It's funny how we focus on the negatives when we evaluate ourselves and other's reactions to us. I usually think my supervisor (whether professional or volunteer) is irritated with me, thinks I spend too much time talking, have an unprofessional appearance, don't work hard enough, etc, etc. All of my performance reviews say that I always maintain a professional appearance (even as a volunteer), am a hard worker, goal oriented, focused, a fast learner, etc., etc.

My perceptions of what people think are rarely correct. Now that I'm a bit older (at the ancient age of 34) I've discovered that people are much more forgiving and less judgmental than I thought they were.

Sure, occasionally the skinny people judge me based on what I put in my grocery cart- but for the most part I think we're all just curious how other people live their lives. I love watching young men unload their shopping carts. They have things like frozen pizza and rubbermaid containers, beer, and 2 apples, plastic silverware and frozen brownies. It's always educational to watch other moms in the store. Do they buy the same things I do? How do cultural difference affect shopping expenditures? Sometimes I watch the Mexican moms and think, I want to eat at your house!

Is it possible you're being too hard on yourself? I bet that you are much more liked and admired than you know. It's not human nature to walk up to someone and say, "I really like you! You are so much fun to be with! Wow, you are much better at that than I am." So... we are left to wonder and worry and assume that people don't criticize us to our faces because they're too polite. What if instead they are too shy to tell you how much they admire you?

SavedAspie said...

Hi Janet, thanks for your comment!

I'd like to think I'm being too hard on myself, but there are several recent episodes that make me realize just how mean and judgmental people are.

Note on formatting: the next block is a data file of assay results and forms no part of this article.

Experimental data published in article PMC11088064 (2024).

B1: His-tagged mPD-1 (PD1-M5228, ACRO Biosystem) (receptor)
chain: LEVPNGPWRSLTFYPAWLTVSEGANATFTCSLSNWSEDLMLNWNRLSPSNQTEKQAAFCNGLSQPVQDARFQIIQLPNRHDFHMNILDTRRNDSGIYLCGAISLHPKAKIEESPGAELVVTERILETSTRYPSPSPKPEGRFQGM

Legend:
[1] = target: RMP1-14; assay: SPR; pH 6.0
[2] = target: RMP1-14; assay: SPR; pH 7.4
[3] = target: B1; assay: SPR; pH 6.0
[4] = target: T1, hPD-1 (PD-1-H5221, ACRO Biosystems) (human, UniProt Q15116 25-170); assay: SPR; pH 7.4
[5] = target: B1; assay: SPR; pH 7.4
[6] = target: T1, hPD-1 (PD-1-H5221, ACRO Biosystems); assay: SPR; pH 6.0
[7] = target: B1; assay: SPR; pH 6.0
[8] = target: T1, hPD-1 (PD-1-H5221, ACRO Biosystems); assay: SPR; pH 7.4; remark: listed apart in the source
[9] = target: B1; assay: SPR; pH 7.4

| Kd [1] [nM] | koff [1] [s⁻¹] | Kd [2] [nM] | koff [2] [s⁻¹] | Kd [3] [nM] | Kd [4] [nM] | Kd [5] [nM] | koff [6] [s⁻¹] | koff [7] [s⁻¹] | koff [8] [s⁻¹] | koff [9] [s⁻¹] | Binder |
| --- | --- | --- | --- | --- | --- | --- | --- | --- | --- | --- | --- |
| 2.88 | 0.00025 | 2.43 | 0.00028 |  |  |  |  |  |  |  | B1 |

For example in the post "Why are People So Mean About My Weight" I gave a couple of examples, such as this that occurred this past April:

"I was on a business trip and the hotel offered free dinner. I heaped a ton of pasta on my plate- intending to save some money by eating half and saving the rest for lunch. I step into the elevator with an older couple, and the wife proceeds to ask me, "Are you actually going to EAT all that??" I was angry that she would ask that (it's none of her business) but I was happy for once that I had the "right answer," and politely told her, "No I'm saving half for lunch tomorrow." Her response? "Yeah, right. You're going to eat it all." I was SO glad we reached her floor at that point. But SO stunned that she would say that to me. And even worse, upset at my inability to respond in a way that affirmed myself."

Another occurrence, late May/early June: I was with a running group. We had just gone 10 miles- like we do every Saturday. I was (as usual) slower- carrying about a 10-11 min/mile pace, so I was one of the last to finish. After the run, I was talking with a new girl and some others about "salty sweaters" a term I had learned from that month's Runner's World. One can tell they are a salty sweater if their face feels gritty after a run and if their sweat tastes extremely salty. For them, after a run it's important to get something salty like pretzels. I was telling the new girl how the next run after discovering this I had a small bag of chips (and I added, "just one") and felt SO much better after the run. I did not anticipate her response: "Just one bag? Yeah right. Why lie about it- you don't have to impress us."

I didn't know WHAT to say! I HAD only eaten one small bag (or I wouldn't have told them, because I was one of the larger slower people in the group and was having trouble fitting in even though I'd been running with them every Sat for almost 4 months). But if I had insisted I only had one small bag, that would make it look even worse. So I just said "that's what I did, and it really helped to get some salt in me."

But her comment hurt.